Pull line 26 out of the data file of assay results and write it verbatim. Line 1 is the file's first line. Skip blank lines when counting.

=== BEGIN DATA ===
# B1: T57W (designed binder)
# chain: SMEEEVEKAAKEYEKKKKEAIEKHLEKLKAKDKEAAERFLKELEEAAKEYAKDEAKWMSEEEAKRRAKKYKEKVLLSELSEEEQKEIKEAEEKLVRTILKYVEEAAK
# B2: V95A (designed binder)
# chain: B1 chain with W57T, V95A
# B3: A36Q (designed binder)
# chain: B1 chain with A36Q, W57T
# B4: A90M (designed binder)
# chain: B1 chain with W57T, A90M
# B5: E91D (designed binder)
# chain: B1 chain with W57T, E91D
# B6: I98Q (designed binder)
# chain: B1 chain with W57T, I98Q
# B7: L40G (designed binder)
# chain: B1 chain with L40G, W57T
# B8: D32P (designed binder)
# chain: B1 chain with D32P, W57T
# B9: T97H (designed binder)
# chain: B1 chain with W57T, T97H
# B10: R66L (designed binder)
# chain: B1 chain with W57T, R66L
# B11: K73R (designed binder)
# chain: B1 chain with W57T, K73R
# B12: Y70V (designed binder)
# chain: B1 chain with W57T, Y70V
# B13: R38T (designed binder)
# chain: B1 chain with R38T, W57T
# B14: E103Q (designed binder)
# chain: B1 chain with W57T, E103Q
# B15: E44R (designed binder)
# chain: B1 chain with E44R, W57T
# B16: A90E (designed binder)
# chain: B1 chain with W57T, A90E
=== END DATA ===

# chain: B1 chain with R38T, W57T